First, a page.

When are you going to retire?
More people are working later in their lives rather than at or near 65. Life expectancy is at least 25 years longer than it was a century ago. A later retirement might be for financial reasons, but there areplenty of other professionals who really enjoy the work they are doing. Some people want to continue to work either part or full time beyond age 65. Maybe it's good that people are mixing up the three boxes of life- play, learning and work- and not limiting over 65 to just one.
Over half of baby boomers say they are planning to work past age 66. We should expect that people at work and your family and friends may ask you about your plans for retirement, so it's an advantage to have a plan in mind and think through what you envision for your 60's, 70's and beyond.
In planning for the emotional shifts in retirement, it's essential to prepare for how you will replace the satisfaction, contribution and people contact you may have had through work. You want to consider not only what are you are retiring from, but what are you retiring to? Shifting from full time to part time work can be a strategy to ease into the transition and give yourself time to adjust.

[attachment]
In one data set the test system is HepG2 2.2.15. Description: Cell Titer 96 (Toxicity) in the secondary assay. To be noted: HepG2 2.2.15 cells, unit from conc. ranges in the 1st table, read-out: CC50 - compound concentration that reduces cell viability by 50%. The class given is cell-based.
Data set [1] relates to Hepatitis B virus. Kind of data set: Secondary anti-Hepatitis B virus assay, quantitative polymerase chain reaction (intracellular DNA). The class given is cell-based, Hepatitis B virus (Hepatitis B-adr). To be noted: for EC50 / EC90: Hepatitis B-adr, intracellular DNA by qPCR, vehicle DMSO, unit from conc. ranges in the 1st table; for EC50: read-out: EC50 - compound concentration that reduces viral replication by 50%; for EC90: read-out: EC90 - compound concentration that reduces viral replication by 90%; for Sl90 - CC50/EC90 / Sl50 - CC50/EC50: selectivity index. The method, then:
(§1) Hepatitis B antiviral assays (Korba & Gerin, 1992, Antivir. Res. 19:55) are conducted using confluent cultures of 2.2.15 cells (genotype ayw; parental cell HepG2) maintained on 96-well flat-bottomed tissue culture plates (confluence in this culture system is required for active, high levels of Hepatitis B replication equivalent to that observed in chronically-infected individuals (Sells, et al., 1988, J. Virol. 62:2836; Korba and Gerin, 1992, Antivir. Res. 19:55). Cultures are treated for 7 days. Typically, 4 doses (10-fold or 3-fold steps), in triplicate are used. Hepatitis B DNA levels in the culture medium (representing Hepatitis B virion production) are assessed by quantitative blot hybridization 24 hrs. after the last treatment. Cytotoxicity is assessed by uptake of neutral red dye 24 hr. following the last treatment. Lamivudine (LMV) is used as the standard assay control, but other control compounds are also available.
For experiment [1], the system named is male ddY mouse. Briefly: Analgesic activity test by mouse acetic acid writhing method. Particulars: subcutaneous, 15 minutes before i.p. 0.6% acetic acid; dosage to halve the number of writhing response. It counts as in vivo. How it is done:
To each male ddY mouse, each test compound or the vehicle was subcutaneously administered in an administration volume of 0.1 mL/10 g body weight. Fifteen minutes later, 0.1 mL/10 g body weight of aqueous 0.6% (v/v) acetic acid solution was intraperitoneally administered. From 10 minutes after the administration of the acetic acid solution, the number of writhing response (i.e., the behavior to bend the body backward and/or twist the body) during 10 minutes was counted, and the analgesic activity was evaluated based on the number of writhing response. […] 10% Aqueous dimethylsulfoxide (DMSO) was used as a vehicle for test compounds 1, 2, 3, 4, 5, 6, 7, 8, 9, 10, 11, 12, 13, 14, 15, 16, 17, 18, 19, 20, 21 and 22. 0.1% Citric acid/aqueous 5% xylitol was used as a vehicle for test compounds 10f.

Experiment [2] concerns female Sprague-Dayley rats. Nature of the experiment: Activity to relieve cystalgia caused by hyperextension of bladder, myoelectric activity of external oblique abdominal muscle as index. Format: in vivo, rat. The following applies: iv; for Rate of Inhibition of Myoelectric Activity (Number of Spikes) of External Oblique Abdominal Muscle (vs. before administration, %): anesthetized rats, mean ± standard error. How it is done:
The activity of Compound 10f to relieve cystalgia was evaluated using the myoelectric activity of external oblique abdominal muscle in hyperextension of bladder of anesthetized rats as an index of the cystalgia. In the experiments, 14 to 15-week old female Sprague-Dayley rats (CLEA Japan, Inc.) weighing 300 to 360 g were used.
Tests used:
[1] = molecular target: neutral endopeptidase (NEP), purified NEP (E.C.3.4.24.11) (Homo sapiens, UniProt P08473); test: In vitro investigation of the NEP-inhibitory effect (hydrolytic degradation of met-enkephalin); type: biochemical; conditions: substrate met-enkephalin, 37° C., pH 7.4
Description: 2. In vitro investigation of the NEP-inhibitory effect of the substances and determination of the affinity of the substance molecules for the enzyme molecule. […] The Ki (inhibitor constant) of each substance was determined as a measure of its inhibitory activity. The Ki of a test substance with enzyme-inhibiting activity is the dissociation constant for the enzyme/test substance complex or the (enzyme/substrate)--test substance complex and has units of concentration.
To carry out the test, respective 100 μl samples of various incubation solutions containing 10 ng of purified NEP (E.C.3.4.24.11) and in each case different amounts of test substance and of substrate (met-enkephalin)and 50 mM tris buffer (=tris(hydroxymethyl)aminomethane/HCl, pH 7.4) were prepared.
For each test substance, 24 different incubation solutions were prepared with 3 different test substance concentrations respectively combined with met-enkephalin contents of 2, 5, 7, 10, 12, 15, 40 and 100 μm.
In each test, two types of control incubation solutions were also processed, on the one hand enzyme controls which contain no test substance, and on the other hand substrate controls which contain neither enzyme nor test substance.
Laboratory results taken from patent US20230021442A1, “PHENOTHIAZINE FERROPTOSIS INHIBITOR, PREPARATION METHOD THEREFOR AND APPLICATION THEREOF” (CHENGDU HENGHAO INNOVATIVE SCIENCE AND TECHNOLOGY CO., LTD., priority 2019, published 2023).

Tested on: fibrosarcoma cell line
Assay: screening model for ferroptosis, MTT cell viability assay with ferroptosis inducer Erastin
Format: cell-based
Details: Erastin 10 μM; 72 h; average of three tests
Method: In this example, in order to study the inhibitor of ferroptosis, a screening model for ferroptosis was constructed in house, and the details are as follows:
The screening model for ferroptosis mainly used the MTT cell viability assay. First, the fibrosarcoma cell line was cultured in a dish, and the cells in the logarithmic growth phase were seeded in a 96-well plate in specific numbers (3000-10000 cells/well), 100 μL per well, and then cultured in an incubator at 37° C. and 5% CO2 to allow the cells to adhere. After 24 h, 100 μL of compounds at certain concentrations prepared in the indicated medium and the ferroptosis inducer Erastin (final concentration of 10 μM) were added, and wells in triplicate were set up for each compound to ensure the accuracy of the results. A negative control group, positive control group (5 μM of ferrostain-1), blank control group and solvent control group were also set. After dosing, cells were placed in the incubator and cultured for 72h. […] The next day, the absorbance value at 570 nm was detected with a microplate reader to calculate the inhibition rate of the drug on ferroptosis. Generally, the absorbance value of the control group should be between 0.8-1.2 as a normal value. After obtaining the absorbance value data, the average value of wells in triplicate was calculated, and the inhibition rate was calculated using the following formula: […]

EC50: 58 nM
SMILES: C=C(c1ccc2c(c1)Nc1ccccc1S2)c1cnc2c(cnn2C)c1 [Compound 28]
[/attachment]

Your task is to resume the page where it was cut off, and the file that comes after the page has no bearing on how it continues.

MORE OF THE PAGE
Retiring later has to be worked through as a couple if you are partnered, with consideration for your age difference and individual needs. Some couples retire together, while others negotiate one working months or years longer. Before and after the retirement of one or both partners, couples need to work through how roles may need to change, and how they will continue to cultivate both separate and joint activities. I don't recommend that couples spend all their time together as it's not enough fresh input and could lead to suffocating each other emotionally. Balancing individuation and close connection is key at all stages of a couple's relationship.
Learning to love, honor and negotiate through different visions for the this chapter of life is key. Couples can be on the same clocks while working and raising children, but have very different hopes and dreams after that. I'm working with several mature couples who are trying to navigate through their different ideas about retirement and relocation in a way that is loving. Think about discussing these hopes and needs, not assuming that your partner's align with yours.
It's also important to position yourself at work to stay later in your career if that's what you choose. Stay up to date with technology. Keep doing continuing education. Join and be involved in professional associations. Meet and befriend work colleagues of different ages. Communicate your intentions to others at work that you intend to stay longer. Stay engaged and passionate about your work. Learn new things. Take on long-term projects. Be involved in mentoring and reciprocal mentoring relationships. Keep setting goals and working towards them.
Retirement? Maybe, maybe not. It's a whole new world of possibilities, and all the old assumptions are out. If we are likely to live past 80, we're getting bonus years our great grandparents didn't have. It's bonus time to do whatever we enjoy and the things that keep us active and engaged in life.